As the tributes come in for former Michigan Governor William Milliken, the common thread in all of them was about the man's decency and how he got along with everyone, on both sides of the political spectrum.

Milliken, who was born in Traverse City in 1922, died there Friday. After running the family business, a chain of Milliken's Department Stores, he entered public service. Milliken was the 44th and longest serving governor in the state's history; in office from 1969 to 1983, when after the law changed, he was term-limited out.

Milliken's legacy was that he wasn't beholden to party politics and dogma. He was a moderate conservative Republican, but, in what would now seem unthinkable, he would govern from the middle.

Milliken "was known as a champion of Detroit and the state's environment, working closely with the late former Detroit Mayor Coleman Young, and pushing for Michigan's bottle deposit law, among other initiatives, said a story in the Detroit Free-Press. "He made Michigan the first state to ban PCBs (polychlorinated biphenyls), which were widely used in electrical transformers and linked to cancer, and DDT, a pesticide harmful to wildlife and humans."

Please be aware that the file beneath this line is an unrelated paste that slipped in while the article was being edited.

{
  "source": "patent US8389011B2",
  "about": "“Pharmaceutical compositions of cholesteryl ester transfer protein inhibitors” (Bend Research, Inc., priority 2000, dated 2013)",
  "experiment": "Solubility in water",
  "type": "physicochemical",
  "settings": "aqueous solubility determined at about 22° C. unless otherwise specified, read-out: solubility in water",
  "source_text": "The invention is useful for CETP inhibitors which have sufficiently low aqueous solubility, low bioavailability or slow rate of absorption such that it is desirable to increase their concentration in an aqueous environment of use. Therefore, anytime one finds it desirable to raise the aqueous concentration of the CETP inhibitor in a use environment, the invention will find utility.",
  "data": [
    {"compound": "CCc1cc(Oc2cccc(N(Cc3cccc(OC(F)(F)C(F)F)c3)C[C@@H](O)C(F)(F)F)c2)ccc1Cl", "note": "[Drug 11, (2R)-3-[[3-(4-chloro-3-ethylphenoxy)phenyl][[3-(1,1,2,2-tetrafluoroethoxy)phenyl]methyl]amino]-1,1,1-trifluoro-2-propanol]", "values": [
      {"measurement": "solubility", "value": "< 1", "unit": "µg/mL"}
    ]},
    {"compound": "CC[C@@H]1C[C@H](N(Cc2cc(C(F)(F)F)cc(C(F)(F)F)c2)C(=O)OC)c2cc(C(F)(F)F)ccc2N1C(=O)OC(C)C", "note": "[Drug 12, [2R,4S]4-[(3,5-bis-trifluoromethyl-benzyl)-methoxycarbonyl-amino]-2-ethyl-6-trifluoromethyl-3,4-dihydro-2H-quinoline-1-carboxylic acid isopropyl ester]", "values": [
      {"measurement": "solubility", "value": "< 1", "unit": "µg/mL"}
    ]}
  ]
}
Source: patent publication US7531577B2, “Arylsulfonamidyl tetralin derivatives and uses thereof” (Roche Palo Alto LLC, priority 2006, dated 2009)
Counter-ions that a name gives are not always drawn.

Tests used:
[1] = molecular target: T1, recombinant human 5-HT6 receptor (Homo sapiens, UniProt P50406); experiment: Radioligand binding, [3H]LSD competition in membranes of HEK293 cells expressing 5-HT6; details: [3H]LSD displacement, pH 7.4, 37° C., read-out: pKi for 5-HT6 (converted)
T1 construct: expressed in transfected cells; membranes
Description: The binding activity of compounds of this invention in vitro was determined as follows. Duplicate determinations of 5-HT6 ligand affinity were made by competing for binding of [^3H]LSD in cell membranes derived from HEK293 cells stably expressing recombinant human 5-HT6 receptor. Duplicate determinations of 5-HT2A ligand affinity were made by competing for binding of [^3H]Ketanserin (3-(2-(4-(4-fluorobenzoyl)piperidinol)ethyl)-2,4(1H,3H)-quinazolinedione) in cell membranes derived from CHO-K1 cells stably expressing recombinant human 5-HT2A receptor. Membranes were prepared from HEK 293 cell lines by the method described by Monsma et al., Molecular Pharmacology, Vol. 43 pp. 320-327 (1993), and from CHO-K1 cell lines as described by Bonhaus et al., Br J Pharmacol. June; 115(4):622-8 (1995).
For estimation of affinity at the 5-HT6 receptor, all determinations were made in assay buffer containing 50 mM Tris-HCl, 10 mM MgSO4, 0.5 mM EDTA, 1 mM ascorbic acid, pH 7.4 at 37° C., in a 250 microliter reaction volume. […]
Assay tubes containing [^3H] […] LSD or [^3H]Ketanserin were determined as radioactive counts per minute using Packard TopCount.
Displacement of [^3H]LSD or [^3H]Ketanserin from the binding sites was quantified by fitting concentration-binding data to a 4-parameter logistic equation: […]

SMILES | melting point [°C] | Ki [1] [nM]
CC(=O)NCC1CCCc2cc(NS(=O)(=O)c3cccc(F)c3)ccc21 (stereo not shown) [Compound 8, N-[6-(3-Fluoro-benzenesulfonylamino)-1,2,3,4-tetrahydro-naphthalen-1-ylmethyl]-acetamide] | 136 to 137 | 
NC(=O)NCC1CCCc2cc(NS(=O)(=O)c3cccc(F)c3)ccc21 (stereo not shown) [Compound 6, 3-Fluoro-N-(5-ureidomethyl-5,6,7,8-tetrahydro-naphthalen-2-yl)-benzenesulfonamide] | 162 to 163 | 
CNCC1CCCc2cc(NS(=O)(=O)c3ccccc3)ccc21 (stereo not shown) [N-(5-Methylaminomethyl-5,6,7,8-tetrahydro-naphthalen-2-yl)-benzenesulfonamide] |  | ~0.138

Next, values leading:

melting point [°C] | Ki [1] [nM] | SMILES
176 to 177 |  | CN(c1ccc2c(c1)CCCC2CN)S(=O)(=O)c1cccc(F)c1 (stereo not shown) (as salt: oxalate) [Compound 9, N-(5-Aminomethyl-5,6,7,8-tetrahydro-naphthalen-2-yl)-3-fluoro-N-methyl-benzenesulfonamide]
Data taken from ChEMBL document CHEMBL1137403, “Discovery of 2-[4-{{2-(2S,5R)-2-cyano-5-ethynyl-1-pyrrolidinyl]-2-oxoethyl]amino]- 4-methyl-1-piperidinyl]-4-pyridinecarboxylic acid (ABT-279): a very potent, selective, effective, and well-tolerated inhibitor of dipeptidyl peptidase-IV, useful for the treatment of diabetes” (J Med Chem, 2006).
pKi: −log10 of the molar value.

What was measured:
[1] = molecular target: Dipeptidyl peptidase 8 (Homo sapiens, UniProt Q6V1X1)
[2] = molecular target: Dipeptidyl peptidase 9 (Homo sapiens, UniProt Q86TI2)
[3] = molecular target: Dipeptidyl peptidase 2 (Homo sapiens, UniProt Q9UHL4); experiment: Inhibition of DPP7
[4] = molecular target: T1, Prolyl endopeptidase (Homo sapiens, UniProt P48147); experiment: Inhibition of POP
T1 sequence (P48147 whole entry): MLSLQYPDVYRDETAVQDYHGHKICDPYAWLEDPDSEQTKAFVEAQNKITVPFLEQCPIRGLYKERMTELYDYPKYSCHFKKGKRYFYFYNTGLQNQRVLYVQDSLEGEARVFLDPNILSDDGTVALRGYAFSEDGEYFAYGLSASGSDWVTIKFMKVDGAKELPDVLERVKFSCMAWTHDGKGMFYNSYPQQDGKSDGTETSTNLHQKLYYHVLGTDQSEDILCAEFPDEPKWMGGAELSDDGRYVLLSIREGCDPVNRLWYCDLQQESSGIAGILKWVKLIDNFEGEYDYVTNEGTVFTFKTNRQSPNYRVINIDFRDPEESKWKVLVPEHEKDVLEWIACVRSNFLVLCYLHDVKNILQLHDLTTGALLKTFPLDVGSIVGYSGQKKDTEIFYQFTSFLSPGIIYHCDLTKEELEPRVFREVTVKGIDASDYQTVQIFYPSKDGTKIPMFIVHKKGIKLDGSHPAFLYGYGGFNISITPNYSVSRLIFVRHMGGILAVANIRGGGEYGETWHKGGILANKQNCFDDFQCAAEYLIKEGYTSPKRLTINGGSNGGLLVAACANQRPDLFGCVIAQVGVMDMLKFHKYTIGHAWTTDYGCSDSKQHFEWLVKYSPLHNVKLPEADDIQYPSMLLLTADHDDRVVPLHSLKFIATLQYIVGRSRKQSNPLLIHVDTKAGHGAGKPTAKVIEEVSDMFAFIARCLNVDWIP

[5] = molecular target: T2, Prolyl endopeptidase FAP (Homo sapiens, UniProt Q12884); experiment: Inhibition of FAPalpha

During his years in office, Milliken "shunned the extremes and sought to govern from the center," wrote Michigan environmentalist Dave Dempsey in his 2006 biography, "William Milliken: Michigan's Passionate Moderate." - Detroit Free-Press

Current Michigan Governor Gretchen Whitmer said late Friday, Milliken was "a true statesman who led our state with integrity and honor...(with) a unique ability to bring people from both sides of the aisle together for the betterment of Michigan."

Milliken gave a speech at the Mackinac Conference in 2005, where he said these prophetic words. “One thing I learned long ago is that raising the level of your voice does not raise the level of the discussion," a lesson lost.

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